Jealousy Vol. 1 Review

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Well, that “Explicit Content” label on the cover sure wasn’t lying.

A couple of weeks ago, there was a big uproar over the fact that Amazon had pulled a large amount of J-Novel Club’s and Yen Press’s titles from Kindle; there were also some Dark Horse titles affected. There was a lot of gnashing of teeth and shouting, and for good reason… but there was another title affected which I didn’t see anyone mention until I happened to look at SuBLime’s page for the manga I’m reviewing here. In the comments beneath it, one of SuBLime’s staff had left a note stating that Amazon had pulled it from the Kindle but that it was still available from other stores. Funny how this didn’t get mentioned when people were upset about things like No Game No Life – wonder why that was? Of course, part of it may be that SuBLime itself appears to be much-accustomed to this behavior on Amazon’s part – their Twitter account mentioned that it wasn’t the first time this has happened, and that Amazon has even pulled the listing for print volumes of Yarichin Bitch Club in the past. (I’ll also note that several years back Amazon de-listed all books for sale that were marked as LGBT – and later claimed it was some sort of software error. Hmm, really?)

Jealousy is the latest manga to be released in English from Scarlet Beriko, whose Jackass! previously surprised me a bit with how incredibly kinky it was (which, alright, its centered around a guy having a fetish for stocking-encased legs, I probably should’ve expected that). This time around instead of high school boys its yakuza and their deeply dysfunctional personalities and approaches to life. Uichi is a man who calls himself a bad yakuza but who is utterly unbothered by the idea of murdering a man in a bathtub for his slight against Reika, Uichi’s (probably adopted) daughter. But before that can be given much consideration, the narrative slips back in time to 1989 when Uichi met yakuza boss Akitora and caught his eye – as could be expected given that Uichi’s in bondage and his lover just shot himself in a game of Russian Roulette. What follows is Uichi’s attempt to seduce Akitora, going so far as to engineer a scheme involving would-be student drug dealers and himself in bondage, yet again. Not that Akitora’s much unwilling. Back in the present, would-be murder victim Hachi tries to worm himself into Uichi’s good graces; it appears that the shoe may be on the other foot now where Uichi is concerned.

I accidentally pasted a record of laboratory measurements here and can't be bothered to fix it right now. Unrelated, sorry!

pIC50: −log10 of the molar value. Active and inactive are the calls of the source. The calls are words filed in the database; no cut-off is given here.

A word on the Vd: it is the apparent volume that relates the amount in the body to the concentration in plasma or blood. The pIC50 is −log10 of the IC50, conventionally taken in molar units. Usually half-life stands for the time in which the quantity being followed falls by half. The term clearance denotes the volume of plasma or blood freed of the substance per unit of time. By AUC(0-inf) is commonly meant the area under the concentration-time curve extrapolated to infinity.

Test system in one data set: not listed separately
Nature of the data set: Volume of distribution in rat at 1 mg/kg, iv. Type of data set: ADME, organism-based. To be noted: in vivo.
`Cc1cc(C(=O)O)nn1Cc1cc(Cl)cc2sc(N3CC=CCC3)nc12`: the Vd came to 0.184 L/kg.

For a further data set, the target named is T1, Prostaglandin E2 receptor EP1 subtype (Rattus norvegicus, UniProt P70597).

So. This is a manga with a lot of sex. Also, if you’re used to glowing cones of light or blank bars across genitals, it may be a minor shock to find that this is totally uncensored – so there’s a lot of sex *and* there’s a lot of clearly drawn penises. And, no, not all of these sex scenes involve the sorts of men one typically sees in the yaoi which makes it across the sea. So, sure, there’s a lot of sex, but there’s a chance one may not much like a lot of it, even setting aside the disturbing nature of some of it. There’s sexual violence, although nothing is ever quite nonconsensual; Uichi would prefer in some cases probably to not have sex but he’s also ready to roll with whatever happens. Having said that, he’s willing to go with the flow seemingly because he’s simply that used to the idea of using his body as a method of payment or bartering – I wondered if we were supposed to read him as an abuse victim, but when we do learn a little bit more about his background, it seems likelier that he came from a neglectful home rather than an abusive one.

If this all sounds a bit problematic… This is a story about a lot of pretty terrible people doing a lot of terrible things, and it is deliberately so. To say its problematic seems like the wrong way of assessing it, as its not attempting to pass the obsessive behavior of its leads off as being worthy of emulation. Akitora isn’t big on killing people, but he’s completely willing to do it. Uichi’s morals are fucked up even by the standards of the yakuza (many of whom find him actively disturbing), and he’ll stop at nothing to manipulate Akitora into straying into his path. Sometimes it skates right up to the edge of what I’m willing to stomach (there’s a scene mid-volume involving a train groper and victim blaming which nearly led me to stop reading).

This is a good release from SuBLime, although I’ll admit I have yet to come across one from them that isn’t well-handled. Translator Adrienne Beck handles getting the different voices of some wildly different characters across, something I suspect is harder with a format that’s so heavily reliant on spoken dialogue.

So, was it good? I went back and forth on this question several times as I was reading it, and continued to mull it after I finished it yesterday. Ultimately, I’ve come down on the side of “yes”, but its really not for everyone. I appreciate the degree to which it is willing to depict its unhealthy dynamic, and I’m also glad to get a BL manga that’s distinctly for adults in terms of the kind of tale it is (rather than it being “for adults” because of all the sex) – I’m really, really bored of schoolboy yaoi – even if it does make for a sometimes uneasy reading experience. It reminds me of stuff like Banana Fish and other 90’s and early 00’s yakuza and yakuza-adjacent manga, so if you’re into that, you’ll likely enjoy this.

 

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